UK to help France fund fight against migrant Channel crossings

UK to help France fund fight against migrant Channel crossings
Britain on Thursday promised to pay for the deployment of new surveillance equipment in France to fight illegal cross-Channel migration.
French Interior Minister Christophe Castaner met his British counterpart Sajid Javid in London to hone police efforts to stamp out a surge in dangerous 
attempts by small boats to reach the United Kingdom.
An action plan signed by Castaner and Javid includes broader intelligence sharing and the installation of CCTV cameras that can offer live feeds from ports and “areas where migrants may attempt to embark boats” in France.
Britain will spend 7 million euros ($7.9 million) to cover the installation costs and also purchase new night goggles and cameras to capture licence plates and automatically transmit them to police.

What France plans to do to prevent migrants crossing to Britain by boatPhoto: AFP

Around half this amount had already been pledged in a similar agreement signed in January 2018.
“It is vital we continue to work closely with our French partners to stop vulnerable migrants making these treacherous crossings and tackle the people smugglers who are putting their lives in danger,” Javid said.
Castaner said the new action plan “once again shows the UK's commitment to managing our shared border along with us”.
'No Eldorado'
A total of 504 people — the vast majority in the last two months — attempted to cross the Channel to Britain last year.
French interior ministry figures show 276 people successfully reaching British waters.
There were only 13 known attempts in 2017.
The crossings have received broad media attention in Britain and put pressure on Prime Minister Theresa May's Conservative government to respond.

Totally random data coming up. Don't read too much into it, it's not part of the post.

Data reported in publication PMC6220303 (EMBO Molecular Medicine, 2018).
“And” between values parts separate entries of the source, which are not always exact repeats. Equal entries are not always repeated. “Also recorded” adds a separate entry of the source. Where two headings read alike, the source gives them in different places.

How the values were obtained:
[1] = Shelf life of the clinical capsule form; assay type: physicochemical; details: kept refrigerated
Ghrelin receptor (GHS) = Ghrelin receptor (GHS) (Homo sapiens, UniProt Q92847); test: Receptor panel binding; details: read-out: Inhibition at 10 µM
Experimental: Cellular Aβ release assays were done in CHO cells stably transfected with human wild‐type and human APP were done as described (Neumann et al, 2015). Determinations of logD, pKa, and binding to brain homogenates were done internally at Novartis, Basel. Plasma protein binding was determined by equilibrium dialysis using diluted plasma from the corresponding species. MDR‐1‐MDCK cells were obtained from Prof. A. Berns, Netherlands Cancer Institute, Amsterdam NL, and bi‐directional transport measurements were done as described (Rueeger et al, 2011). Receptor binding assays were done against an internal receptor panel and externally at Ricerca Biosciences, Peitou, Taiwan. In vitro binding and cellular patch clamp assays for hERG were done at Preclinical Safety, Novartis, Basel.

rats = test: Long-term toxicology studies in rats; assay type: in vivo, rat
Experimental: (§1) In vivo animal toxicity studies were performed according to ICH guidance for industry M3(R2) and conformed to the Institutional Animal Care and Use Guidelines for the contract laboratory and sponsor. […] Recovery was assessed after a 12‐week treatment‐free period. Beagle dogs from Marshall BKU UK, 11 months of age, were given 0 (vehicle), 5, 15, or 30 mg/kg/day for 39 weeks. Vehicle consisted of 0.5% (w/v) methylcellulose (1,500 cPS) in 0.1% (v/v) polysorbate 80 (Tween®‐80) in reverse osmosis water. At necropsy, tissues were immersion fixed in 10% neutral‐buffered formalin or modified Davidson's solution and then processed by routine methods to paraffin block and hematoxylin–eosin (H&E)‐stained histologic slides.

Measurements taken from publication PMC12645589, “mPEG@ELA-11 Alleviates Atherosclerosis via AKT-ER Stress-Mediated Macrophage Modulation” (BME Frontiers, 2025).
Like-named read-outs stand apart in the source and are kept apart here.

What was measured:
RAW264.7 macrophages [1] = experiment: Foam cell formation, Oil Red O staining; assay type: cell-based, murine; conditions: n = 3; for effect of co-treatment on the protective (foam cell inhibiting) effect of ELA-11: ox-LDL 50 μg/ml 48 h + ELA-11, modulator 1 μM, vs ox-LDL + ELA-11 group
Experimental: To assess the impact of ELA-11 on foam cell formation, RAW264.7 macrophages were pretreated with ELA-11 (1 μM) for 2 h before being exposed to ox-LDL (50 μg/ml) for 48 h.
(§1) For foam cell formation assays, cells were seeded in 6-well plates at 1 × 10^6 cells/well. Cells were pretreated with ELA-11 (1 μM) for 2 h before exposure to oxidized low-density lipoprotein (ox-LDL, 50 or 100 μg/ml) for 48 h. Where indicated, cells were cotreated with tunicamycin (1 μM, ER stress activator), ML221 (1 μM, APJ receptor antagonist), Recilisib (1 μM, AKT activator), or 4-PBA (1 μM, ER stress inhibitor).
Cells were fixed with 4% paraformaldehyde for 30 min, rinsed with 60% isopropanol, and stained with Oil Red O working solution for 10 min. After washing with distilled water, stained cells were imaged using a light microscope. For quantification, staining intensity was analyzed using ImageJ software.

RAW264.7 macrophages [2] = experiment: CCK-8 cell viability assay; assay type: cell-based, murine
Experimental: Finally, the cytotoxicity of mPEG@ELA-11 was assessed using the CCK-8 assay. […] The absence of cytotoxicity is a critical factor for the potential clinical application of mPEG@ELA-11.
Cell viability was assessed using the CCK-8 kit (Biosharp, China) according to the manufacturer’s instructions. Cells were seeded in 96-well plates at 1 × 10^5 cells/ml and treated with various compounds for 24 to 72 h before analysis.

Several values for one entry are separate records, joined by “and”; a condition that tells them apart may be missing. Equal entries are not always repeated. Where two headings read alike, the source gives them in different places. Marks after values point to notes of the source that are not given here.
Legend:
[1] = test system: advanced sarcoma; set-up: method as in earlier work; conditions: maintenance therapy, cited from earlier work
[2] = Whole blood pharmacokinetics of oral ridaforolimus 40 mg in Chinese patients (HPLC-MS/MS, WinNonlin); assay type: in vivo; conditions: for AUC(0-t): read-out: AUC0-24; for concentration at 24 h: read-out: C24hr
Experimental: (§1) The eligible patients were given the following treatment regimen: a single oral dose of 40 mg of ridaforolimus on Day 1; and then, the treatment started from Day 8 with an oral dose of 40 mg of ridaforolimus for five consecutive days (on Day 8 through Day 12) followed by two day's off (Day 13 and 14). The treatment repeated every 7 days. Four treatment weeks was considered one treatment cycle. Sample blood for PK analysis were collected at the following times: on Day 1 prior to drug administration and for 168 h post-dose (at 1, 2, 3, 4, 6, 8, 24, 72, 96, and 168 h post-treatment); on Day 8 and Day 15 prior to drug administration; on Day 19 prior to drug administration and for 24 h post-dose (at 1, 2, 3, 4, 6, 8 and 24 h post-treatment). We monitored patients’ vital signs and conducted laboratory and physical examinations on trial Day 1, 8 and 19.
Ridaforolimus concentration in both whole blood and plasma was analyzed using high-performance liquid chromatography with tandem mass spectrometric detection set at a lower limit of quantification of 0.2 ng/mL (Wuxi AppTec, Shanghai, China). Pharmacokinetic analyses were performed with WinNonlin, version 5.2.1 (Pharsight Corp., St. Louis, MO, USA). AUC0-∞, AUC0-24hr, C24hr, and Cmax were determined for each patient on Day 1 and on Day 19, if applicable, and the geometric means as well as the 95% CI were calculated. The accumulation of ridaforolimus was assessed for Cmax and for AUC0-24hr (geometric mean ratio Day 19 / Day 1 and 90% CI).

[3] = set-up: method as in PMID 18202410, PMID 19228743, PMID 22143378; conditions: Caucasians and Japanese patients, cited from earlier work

Control over borders and migration was an emotive issue that helped the Brexit-backing camp win the 2016 referendum on leaving the EU.
Surge in English Channel migrant crossings continues as France stops 11 more
Photo: AFP
London in December dispatched a navy ship to help existing coastguard boats watch over the 21 miles (33 kilometres) of sea that separate France and Britain at its narrowest point.
France also responded by announcing broader surveillance measures in its own “action plan” in early January.
Castaner said it was sheer luck that no one died making the treacherous journey in overloaded dinghies.
“But if tomorrow there is a death — just one death — it would be our collective responsibility,” he  said.
Castaner added that illegal migrants from troubled Middle Eastern countries who have been making the most recent journeys must know that “there is no 
Eldorado, no European dream” awaiting them in Britain.
The number of Channel crossings was just a tiny fraction of the 55,756 successful attempts made across Mediterranean to Spain that were recorded by the UN's refugee agency in 2018.
Security experts are divided about the causes of a sudden surge in illicit attempts to reach the UK that began in October.
But most agree that unusually calm seas and warm weather were contributing factors.

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